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We are reborn! Getting shut down by lawyers working for the mafia (it is a long story) hasn't put an end to Feminist Truths.

The good news is that Feminist Truths is back and I have made it my quest in life to deliver truth to the masses.

Tuesday, October 25, 2011

The Truth about Double Standards

FEMINIST - There are quite a few women out there who are expecting a double standard from their relationships.

ie. They want a man who treats them with respect and equality, but at the same time expects the man to be the sole breadwinner.

ie. I think it is ridiculous some women out there still expect the man to pay for their dinner/etc on a date.

#1. It makes you look like a gold digger.

#2. Its impolite.

#3. You should be independent and not dependent on the male for anything. If the male insists on paying, fine, let him have his ego trip, but don't expect him to pay all the time.

Applying this double standard of desiring equality and yet expecting the old treatment is backfiring and just creating more inequality. It backfires because the male either grows to resent your dependency or they expect sexual favours in exchange for your dependency. Its one or the other sadly. The male who can just give, not worry about it, and not expect anything in return is one in a billion.

Lets say you got on a date with a guy and he pays for the taxi, the meal, the movie tickets and drinks afterwards. In other words he pays for everything. He is EXPECTING SEX after the date.

Same goes with a marriage where the man is the sole breadwinner. If the woman is at home all the time what he is expecting is:

Food on the table.

A clean home to come home to.

Clean clothes.

Lots of sex regularly.

Essentially the housewife is a slave because in theory she has no life outside of the home. If she isn't performing her "wifely duties" in the bedroom then the man starts looking elsewhere for sex... secretaries, co-workers, affairs on the side. (And this is equally true for women sitting at home, bored and craving romance and sex on the side.)

Now it is true that at certain ages children can be a handful and it is wiser to have one parent stay at home to take care of the kids. But this task should be split equally between both parents so they have equal time to bond with their children. Its only blatant traditionalism that dictates the woman is the only one who can stay home and take care of the children.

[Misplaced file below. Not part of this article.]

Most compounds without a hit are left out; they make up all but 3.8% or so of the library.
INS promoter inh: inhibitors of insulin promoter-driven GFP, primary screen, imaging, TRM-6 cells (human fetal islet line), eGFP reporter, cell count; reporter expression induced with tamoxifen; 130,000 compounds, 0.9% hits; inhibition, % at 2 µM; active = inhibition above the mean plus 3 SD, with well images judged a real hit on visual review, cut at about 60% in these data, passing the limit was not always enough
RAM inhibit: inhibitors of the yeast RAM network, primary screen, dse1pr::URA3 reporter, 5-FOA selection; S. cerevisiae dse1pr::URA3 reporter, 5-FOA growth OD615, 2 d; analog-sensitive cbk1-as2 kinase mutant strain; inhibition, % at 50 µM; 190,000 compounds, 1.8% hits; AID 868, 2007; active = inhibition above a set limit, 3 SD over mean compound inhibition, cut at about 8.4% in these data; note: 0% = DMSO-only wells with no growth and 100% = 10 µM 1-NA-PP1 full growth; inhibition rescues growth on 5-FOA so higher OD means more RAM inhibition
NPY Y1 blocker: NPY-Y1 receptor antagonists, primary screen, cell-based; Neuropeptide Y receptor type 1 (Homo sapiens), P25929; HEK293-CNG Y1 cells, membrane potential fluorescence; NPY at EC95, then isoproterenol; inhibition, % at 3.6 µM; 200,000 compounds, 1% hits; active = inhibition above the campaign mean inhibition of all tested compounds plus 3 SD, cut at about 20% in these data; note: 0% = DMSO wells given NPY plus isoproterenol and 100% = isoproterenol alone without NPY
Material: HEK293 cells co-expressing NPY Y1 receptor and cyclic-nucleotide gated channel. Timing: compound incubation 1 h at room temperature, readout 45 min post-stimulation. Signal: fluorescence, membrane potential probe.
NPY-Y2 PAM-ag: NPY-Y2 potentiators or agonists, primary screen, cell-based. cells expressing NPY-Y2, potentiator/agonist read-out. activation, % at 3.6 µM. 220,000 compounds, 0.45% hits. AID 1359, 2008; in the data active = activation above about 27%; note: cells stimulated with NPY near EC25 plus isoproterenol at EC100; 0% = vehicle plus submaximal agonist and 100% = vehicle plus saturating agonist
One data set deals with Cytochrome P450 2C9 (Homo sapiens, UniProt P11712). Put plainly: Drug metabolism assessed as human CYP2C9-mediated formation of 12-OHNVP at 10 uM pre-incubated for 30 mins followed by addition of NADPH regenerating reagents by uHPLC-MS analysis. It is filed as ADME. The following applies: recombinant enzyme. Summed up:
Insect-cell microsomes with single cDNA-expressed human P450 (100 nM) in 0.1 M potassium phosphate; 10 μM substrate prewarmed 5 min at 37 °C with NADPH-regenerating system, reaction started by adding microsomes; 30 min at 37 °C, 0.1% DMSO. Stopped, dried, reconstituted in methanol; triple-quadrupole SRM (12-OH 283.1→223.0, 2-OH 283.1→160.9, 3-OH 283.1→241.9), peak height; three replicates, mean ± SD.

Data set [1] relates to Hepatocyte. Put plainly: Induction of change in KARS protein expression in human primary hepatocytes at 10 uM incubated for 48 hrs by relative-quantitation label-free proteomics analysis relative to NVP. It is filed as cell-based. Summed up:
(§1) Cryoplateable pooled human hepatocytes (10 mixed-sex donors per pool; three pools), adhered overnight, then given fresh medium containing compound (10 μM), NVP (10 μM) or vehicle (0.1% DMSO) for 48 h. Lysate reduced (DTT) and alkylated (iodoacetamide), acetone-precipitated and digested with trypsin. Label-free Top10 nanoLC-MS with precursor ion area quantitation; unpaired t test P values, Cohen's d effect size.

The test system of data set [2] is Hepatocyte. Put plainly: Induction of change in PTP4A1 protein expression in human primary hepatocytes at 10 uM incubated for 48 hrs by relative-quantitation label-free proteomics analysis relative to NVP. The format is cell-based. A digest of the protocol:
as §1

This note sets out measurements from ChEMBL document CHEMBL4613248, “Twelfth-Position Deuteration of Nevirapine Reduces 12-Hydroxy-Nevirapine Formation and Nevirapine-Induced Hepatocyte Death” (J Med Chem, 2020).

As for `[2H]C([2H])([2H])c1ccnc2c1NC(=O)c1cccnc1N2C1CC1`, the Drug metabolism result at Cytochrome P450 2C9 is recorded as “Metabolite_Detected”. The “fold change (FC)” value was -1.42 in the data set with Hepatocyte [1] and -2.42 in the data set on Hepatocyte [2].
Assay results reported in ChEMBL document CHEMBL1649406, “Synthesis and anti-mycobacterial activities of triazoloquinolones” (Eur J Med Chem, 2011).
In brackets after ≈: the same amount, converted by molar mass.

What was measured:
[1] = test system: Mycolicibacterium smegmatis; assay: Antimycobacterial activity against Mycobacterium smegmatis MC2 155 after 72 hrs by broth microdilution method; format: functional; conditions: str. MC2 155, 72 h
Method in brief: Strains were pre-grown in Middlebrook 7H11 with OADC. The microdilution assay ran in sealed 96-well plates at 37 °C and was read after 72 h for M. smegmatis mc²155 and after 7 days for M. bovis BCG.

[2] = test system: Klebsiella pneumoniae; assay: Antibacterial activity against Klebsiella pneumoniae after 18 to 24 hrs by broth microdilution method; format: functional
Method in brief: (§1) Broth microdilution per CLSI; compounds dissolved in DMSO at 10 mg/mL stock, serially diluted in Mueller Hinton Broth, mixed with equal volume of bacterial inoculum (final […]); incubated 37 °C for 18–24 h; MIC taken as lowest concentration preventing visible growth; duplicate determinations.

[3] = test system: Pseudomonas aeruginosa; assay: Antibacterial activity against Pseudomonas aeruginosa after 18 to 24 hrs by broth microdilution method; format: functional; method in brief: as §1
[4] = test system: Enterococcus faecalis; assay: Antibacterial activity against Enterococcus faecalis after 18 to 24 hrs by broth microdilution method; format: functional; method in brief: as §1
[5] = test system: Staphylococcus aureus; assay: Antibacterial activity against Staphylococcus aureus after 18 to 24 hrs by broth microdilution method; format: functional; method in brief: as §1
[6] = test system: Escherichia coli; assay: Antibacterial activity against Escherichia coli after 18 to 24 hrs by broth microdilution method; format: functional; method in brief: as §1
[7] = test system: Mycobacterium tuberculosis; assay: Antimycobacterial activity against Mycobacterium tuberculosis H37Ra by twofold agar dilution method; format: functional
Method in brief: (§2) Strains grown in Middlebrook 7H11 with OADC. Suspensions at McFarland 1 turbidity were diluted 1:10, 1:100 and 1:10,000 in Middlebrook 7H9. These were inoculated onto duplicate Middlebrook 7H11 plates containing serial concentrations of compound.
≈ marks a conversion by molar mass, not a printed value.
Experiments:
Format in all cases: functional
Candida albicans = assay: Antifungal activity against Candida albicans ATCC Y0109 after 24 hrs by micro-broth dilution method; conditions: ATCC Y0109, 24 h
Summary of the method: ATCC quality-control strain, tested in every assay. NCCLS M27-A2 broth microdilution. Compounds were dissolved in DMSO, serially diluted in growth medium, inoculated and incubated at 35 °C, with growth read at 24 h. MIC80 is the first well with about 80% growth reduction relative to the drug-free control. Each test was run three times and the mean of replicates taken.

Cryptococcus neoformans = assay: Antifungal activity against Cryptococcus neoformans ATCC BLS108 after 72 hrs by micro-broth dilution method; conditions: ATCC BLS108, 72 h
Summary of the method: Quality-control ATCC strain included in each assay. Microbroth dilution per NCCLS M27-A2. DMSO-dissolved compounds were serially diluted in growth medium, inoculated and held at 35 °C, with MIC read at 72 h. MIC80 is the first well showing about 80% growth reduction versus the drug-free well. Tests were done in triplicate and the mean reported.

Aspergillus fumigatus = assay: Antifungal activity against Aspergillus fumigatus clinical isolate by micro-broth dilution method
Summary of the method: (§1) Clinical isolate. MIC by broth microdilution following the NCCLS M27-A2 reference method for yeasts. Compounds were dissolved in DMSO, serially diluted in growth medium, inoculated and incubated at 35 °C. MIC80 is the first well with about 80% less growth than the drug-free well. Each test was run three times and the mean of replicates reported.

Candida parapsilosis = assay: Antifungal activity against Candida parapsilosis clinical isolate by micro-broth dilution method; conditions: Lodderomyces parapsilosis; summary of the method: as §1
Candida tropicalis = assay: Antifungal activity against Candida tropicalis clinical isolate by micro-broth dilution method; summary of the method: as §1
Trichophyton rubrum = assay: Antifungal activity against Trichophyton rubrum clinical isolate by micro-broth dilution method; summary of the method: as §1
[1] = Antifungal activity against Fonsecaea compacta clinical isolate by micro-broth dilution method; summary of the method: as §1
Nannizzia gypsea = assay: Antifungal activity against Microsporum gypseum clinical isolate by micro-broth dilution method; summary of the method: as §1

Stay at Home Dads is a relatively new idea, but its a growing idea and one I feel deserves applause.

For women its simply not practical to be dependent on someone else for your finances. If the man ditches you and leaves you with nothing, what do you have to fall back on if you don't have any money of your own? It is far more practical to have your own career, your own money and be able to stand on your own two feet if the need ever arises.

"If you're going to wear the pants you have to pay for them yourself."

Thursday, October 13, 2011

Christian Feminist lives Biblically for a Year

RELIGION - Rachel Held Evans describes herself as a Christian feminist and she has gone to great lengths over the last year to test out the Bible’s instructions for women as literally as possible.

The 30-year-old blogger and author from Dayton, Tennessee has spent a year doing the following...

She slept in a tent outside of her house while she was having her period (Leviticus 15: verses 19-33).

She praised her husband at the city gates (Proverbs 31: 23).

She made her own clothes (Proverbs 31: 22).

And she even spent some time on the roof contemplating her contentious ways. (“It is better to dwell in a corner of the housetop, than with a contentious woman in a whole house.” — Proverbs 21:9.)

Evidently the last one was more for fun and to give herself some time alone to think.

“It was sort of like doing penance,” she says. “It was part of submitting to my husband, so I would spend time on the roof just seeing what it’s like to live in a house with me, a contentious woman. Now obviously that’s not in the Bible; that one was a definitely a stunt of my own making.”

Evans lives in a small community in the American Bible Belt, was raised as an evangelical, and she wanted to explore the idea of traditional Biblical womanhood and its meaning in modern society.

The conflict between conservative Christian and liberal feminist values may seem disparate beliefs that would hardly mesh, but she was drawn to the task and has been blogging about her exploits. A book is forthcoming in Autumn 2012.

“I really enjoy the contrast, conflict and the almost dissonance in scripture about women. I find that kind of encouraging because there’s not a single mould that women need to conform to. Really there’s no such thing as one biblical model for womanhood,” she says. “People are still trying to put (women) into categories and we don’t all fit. That’s true for the women in the Bible, too. They didn’t all fit easily either. On one hand, you’ve got Peter telling women to have a gentle and quiet spirit and, on the other hand, you have Jael who drove a tent peg into a guy’s skull, which is not exactly gentle and quiet.”

Evans was inspired by A.J. Jacobs’ book "The Year of Living Biblically". She loved the book, but felt that it would be very different if it was written from a female perspective. Conversations in her local evangelical culture made her want to challenge some of the assumptions about the ideal of Biblical womanhood.

She didn’t embrace polygamy however, which was a reality for many women in scripture.

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